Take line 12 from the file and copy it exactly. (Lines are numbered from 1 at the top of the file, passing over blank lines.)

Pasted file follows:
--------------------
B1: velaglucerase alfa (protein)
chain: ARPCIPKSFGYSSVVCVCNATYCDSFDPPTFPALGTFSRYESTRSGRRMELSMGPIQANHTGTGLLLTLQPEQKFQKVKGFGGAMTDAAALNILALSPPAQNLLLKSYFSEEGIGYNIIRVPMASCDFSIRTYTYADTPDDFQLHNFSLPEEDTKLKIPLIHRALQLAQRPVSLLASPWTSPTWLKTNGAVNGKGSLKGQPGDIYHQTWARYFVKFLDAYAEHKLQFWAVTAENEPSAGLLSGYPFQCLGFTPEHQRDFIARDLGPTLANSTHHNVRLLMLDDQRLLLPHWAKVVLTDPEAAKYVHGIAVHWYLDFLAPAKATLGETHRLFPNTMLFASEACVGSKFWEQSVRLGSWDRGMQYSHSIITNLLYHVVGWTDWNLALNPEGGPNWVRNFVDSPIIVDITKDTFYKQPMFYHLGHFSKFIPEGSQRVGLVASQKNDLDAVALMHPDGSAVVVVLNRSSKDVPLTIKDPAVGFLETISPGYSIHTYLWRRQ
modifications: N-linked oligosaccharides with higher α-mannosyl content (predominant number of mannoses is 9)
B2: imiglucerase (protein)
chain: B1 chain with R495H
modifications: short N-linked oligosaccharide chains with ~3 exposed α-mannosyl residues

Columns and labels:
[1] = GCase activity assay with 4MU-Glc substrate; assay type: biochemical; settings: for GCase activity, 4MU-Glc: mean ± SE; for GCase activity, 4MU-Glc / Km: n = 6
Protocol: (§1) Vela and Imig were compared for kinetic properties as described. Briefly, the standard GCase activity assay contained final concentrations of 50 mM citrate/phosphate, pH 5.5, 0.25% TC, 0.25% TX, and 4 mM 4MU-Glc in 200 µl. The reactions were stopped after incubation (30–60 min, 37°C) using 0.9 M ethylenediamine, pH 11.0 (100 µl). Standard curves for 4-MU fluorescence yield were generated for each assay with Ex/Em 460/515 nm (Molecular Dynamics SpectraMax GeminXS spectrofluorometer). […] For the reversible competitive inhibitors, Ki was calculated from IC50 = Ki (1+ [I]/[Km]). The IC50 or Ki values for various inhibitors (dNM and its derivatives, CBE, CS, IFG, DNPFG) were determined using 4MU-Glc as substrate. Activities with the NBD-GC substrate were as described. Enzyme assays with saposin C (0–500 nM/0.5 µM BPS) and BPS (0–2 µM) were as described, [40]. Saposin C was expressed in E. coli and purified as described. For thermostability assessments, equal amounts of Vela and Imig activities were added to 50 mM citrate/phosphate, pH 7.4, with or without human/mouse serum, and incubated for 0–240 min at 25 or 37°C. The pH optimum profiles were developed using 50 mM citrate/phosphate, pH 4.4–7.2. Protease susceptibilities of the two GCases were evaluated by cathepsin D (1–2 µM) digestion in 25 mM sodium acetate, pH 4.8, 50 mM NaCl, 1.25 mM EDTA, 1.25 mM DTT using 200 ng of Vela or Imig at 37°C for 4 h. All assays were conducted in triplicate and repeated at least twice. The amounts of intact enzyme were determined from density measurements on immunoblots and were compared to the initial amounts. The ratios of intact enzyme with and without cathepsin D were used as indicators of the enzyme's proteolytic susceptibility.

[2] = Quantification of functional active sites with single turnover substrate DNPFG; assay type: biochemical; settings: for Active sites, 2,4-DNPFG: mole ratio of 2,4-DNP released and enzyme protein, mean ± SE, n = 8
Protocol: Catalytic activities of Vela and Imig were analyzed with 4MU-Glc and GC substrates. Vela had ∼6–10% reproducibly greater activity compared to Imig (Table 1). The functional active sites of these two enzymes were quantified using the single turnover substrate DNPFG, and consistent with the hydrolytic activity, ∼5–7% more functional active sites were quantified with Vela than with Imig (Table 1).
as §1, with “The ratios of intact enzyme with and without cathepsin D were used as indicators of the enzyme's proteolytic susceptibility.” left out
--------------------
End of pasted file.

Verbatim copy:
as §1, with “The ratios of intact enzyme with and without cathepsin D were used as indicators of the enzyme's proteolytic susceptibility.” left out